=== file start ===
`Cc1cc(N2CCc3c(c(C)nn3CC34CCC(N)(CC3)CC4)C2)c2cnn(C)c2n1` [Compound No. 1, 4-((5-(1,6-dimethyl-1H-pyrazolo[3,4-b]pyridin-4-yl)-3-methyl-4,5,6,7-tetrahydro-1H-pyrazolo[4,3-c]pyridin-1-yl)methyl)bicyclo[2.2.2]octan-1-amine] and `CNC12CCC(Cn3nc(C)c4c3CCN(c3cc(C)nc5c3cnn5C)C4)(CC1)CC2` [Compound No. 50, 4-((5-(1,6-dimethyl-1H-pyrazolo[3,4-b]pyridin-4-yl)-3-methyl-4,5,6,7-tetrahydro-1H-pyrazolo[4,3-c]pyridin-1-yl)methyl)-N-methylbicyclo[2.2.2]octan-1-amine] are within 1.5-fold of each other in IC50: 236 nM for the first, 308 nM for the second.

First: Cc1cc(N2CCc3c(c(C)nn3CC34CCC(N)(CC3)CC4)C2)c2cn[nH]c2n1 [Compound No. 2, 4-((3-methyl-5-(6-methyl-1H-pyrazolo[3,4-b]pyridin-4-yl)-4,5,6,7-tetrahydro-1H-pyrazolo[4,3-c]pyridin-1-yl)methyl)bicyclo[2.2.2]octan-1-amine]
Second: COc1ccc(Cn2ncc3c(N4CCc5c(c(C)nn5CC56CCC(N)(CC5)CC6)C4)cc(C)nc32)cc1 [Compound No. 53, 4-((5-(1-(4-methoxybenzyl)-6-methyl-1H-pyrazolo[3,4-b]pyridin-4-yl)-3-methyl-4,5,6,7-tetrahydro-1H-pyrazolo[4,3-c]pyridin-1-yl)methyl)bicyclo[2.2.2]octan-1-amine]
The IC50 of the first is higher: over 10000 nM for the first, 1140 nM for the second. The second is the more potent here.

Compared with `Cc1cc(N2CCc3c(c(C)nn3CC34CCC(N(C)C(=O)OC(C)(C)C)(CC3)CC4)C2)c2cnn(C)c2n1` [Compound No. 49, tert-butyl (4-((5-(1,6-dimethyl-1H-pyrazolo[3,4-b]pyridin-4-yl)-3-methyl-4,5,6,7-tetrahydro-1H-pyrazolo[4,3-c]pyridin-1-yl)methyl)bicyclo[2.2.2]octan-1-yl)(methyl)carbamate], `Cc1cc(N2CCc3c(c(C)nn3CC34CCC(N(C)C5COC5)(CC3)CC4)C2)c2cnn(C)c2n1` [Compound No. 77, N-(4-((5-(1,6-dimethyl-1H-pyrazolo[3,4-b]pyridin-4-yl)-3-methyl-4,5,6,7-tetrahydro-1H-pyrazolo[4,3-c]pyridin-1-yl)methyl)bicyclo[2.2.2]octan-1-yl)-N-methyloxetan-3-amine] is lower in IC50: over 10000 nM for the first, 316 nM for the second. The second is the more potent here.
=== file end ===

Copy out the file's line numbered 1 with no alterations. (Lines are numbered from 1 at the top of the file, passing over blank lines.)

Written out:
`Cc1cc(N2CCc3c(c(C)nn3CC34CCC(N)(CC3)CC4)C2)c2cnn(C)c2n1` [Compound No. 1, 4-((5-(1,6-dimethyl-1H-pyrazolo[3,4-b]pyridin-4-yl)-3-methyl-4,5,6,7-tetrahydro-1H-pyrazolo[4,3-c]pyridin-1-yl)methyl)bicyclo[2.2.2]octan-1-amine] and `CNC12CCC(Cn3nc(C)c4c3CCN(c3cc(C)nc5c3cnn5C)C4)(CC1)CC2` [Compound No. 50, 4-((5-(1,6-dimethyl-1H-pyrazolo[3,4-b]pyridin-4-yl)-3-methyl-4,5,6,7-tetrahydro-1H-pyrazolo[4,3-c]pyridin-1-yl)methyl)-N-methylbicyclo[2.2.2]octan-1-amine] are within 1.5-fold of each other in IC50: 236 nM for the first, 308 nM for the second.